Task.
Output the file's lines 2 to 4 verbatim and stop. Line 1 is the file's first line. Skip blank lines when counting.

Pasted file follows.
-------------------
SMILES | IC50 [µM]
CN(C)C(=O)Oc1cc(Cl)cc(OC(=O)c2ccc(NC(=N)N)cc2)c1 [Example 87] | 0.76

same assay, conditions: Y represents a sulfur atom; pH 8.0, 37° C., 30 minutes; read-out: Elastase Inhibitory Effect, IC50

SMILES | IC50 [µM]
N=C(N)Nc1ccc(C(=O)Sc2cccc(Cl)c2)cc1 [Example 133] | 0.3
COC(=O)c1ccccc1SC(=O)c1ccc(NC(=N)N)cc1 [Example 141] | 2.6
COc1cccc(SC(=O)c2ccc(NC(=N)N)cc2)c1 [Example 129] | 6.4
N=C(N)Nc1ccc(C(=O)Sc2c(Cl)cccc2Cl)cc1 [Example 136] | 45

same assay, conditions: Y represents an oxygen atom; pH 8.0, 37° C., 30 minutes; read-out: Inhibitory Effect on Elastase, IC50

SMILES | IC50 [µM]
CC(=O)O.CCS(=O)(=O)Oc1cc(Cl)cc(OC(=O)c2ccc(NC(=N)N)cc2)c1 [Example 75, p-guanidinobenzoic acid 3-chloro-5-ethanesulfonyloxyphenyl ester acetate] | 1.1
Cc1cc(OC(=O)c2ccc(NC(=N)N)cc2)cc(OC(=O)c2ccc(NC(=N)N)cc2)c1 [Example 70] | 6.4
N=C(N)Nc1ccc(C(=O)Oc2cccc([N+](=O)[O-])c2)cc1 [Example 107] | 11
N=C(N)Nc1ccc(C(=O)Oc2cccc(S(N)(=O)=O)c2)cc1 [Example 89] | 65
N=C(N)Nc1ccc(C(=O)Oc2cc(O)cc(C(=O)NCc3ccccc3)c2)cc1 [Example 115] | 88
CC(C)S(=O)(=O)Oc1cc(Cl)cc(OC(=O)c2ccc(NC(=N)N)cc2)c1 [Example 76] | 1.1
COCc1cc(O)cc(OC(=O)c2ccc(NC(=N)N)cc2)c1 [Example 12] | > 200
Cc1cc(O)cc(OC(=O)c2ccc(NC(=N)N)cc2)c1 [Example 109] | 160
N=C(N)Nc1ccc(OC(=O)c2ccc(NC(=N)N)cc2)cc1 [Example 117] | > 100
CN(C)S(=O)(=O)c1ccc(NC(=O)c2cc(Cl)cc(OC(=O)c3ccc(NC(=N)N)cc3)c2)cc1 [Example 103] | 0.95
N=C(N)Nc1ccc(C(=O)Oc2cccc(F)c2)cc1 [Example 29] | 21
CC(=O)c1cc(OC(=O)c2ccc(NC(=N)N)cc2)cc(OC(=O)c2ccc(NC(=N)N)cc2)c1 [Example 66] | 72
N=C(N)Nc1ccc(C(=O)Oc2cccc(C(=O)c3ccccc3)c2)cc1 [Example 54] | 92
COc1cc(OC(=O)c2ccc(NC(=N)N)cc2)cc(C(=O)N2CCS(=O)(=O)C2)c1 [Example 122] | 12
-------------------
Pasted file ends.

CN(C)C(=O)Oc1cc(Cl)cc(OC(=O)c2ccc(NC(=N)N)cc2)c1 [Example 87] | 0.76

same assay, conditions: Y represents a sulfur atom; pH 8.0, 37° C., 30 minutes; read-out: Elastase Inhibitory Effect, IC50

SMILES | IC50 [µM]